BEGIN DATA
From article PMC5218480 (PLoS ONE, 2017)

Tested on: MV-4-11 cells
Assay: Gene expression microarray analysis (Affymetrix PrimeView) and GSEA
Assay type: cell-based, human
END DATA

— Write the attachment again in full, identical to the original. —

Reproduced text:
From article PMC5218480 (PLoS ONE, 2017)

Tested on: MV-4-11 cells
Assay: Gene expression microarray analysis (Affymetrix PrimeView) and GSEA
Assay type: cell-based, human